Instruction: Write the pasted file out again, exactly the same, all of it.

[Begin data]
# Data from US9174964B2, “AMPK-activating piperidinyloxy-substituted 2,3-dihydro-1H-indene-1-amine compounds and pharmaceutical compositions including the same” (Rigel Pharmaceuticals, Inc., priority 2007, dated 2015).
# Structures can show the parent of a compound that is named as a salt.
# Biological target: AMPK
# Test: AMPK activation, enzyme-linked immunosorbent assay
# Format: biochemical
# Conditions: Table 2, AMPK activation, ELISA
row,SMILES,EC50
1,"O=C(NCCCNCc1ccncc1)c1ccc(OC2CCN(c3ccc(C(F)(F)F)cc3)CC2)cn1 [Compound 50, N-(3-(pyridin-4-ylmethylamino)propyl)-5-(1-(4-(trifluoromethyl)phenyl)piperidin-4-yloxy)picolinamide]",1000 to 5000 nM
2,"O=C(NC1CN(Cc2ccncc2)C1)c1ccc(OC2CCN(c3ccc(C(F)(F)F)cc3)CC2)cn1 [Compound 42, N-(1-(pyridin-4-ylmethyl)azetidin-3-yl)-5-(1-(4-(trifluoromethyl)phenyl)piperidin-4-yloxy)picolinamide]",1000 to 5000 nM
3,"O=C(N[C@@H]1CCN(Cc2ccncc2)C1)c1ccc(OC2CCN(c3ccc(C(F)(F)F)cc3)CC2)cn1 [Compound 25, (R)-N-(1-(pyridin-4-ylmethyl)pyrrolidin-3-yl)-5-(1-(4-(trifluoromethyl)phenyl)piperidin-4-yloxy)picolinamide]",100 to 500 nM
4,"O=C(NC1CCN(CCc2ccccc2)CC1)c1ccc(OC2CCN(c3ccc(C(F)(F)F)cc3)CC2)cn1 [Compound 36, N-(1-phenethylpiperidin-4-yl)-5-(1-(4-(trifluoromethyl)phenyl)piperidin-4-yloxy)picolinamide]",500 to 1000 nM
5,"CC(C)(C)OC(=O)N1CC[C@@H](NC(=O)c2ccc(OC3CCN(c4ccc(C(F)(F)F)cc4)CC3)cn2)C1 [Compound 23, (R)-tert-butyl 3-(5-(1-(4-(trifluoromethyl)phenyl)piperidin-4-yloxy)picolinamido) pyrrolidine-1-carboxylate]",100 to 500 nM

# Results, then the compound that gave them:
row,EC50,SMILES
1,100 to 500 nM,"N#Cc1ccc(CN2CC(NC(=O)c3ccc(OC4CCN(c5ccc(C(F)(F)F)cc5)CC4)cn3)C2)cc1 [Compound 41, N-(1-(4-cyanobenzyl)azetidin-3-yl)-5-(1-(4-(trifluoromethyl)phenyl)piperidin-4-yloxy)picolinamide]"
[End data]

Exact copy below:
# Data from US9174964B2, “AMPK-activating piperidinyloxy-substituted 2,3-dihydro-1H-indene-1-amine compounds and pharmaceutical compositions including the same” (Rigel Pharmaceuticals, Inc., priority 2007, dated 2015).
# Structures can show the parent of a compound that is named as a salt.
# Biological target: AMPK
# Test: AMPK activation, enzyme-linked immunosorbent assay
# Format: biochemical
# Conditions: Table 2, AMPK activation, ELISA
row,SMILES,EC50
1,"O=C(NCCCNCc1ccncc1)c1ccc(OC2CCN(c3ccc(C(F)(F)F)cc3)CC2)cn1 [Compound 50, N-(3-(pyridin-4-ylmethylamino)propyl)-5-(1-(4-(trifluoromethyl)phenyl)piperidin-4-yloxy)picolinamide]",1000 to 5000 nM
2,"O=C(NC1CN(Cc2ccncc2)C1)c1ccc(OC2CCN(c3ccc(C(F)(F)F)cc3)CC2)cn1 [Compound 42, N-(1-(pyridin-4-ylmethyl)azetidin-3-yl)-5-(1-(4-(trifluoromethyl)phenyl)piperidin-4-yloxy)picolinamide]",1000 to 5000 nM
3,"O=C(N[C@@H]1CCN(Cc2ccncc2)C1)c1ccc(OC2CCN(c3ccc(C(F)(F)F)cc3)CC2)cn1 [Compound 25, (R)-N-(1-(pyridin-4-ylmethyl)pyrrolidin-3-yl)-5-(1-(4-(trifluoromethyl)phenyl)piperidin-4-yloxy)picolinamide]",100 to 500 nM
4,"O=C(NC1CCN(CCc2ccccc2)CC1)c1ccc(OC2CCN(c3ccc(C(F)(F)F)cc3)CC2)cn1 [Compound 36, N-(1-phenethylpiperidin-4-yl)-5-(1-(4-(trifluoromethyl)phenyl)piperidin-4-yloxy)picolinamide]",500 to 1000 nM
5,"CC(C)(C)OC(=O)N1CC[C@@H](NC(=O)c2ccc(OC3CCN(c4ccc(C(F)(F)F)cc4)CC3)cn2)C1 [Compound 23, (R)-tert-butyl 3-(5-(1-(4-(trifluoromethyl)phenyl)piperidin-4-yloxy)picolinamido) pyrrolidine-1-carboxylate]",100 to 500 nM

# Results, then the compound that gave them:
row,EC50,SMILES
1,100 to 500 nM,"N#Cc1ccc(CN2CC(NC(=O)c3ccc(OC4CCN(c5ccc(C(F)(F)F)cc5)CC4)cn3)C2)cc1 [Compound 41, N-(1-(4-cyanobenzyl)azetidin-3-yl)-5-(1-(4-(trifluoromethyl)phenyl)piperidin-4-yloxy)picolinamide]"